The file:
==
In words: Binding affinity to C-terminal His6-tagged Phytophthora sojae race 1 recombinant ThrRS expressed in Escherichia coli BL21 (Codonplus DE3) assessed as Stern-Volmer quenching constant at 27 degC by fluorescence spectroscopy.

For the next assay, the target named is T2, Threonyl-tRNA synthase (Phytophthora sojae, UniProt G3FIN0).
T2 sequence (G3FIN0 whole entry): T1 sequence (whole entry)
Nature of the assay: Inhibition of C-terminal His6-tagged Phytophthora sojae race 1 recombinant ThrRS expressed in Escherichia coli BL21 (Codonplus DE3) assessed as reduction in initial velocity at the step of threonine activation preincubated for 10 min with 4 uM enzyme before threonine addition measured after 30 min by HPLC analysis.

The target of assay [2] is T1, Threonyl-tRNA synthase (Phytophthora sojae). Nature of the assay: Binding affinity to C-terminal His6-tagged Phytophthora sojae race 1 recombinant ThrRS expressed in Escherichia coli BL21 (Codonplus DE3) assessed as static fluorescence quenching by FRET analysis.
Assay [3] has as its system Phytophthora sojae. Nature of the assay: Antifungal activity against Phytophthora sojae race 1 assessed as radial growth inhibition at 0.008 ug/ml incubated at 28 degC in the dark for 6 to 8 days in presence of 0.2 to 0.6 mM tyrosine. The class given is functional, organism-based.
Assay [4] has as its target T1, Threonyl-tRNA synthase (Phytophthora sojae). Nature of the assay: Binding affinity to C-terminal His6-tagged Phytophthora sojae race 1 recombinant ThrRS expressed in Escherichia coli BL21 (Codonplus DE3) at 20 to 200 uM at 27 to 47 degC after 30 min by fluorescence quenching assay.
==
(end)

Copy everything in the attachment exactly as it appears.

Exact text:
In words: Binding affinity to C-terminal His6-tagged Phytophthora sojae race 1 recombinant ThrRS expressed in Escherichia coli BL21 (Codonplus DE3) assessed as Stern-Volmer quenching constant at 27 degC by fluorescence spectroscopy.

For the next assay, the target named is T2, Threonyl-tRNA synthase (Phytophthora sojae, UniProt G3FIN0).
T2 sequence (G3FIN0 whole entry): T1 sequence (whole entry)
Nature of the assay: Inhibition of C-terminal His6-tagged Phytophthora sojae race 1 recombinant ThrRS expressed in Escherichia coli BL21 (Codonplus DE3) assessed as reduction in initial velocity at the step of threonine activation preincubated for 10 min with 4 uM enzyme before threonine addition measured after 30 min by HPLC analysis.

The target of assay [2] is T1, Threonyl-tRNA synthase (Phytophthora sojae). Nature of the assay: Binding affinity to C-terminal His6-tagged Phytophthora sojae race 1 recombinant ThrRS expressed in Escherichia coli BL21 (Codonplus DE3) assessed as static fluorescence quenching by FRET analysis.
Assay [3] has as its system Phytophthora sojae. Nature of the assay: Antifungal activity against Phytophthora sojae race 1 assessed as radial growth inhibition at 0.008 ug/ml incubated at 28 degC in the dark for 6 to 8 days in presence of 0.2 to 0.6 mM tyrosine. The class given is functional, organism-based.
Assay [4] has as its target T1, Threonyl-tRNA synthase (Phytophthora sojae). Nature of the assay: Binding affinity to C-terminal His6-tagged Phytophthora sojae race 1 recombinant ThrRS expressed in Escherichia coli BL21 (Codonplus DE3) at 20 to 200 uM at 27 to 47 degC after 30 min by fluorescence quenching assay.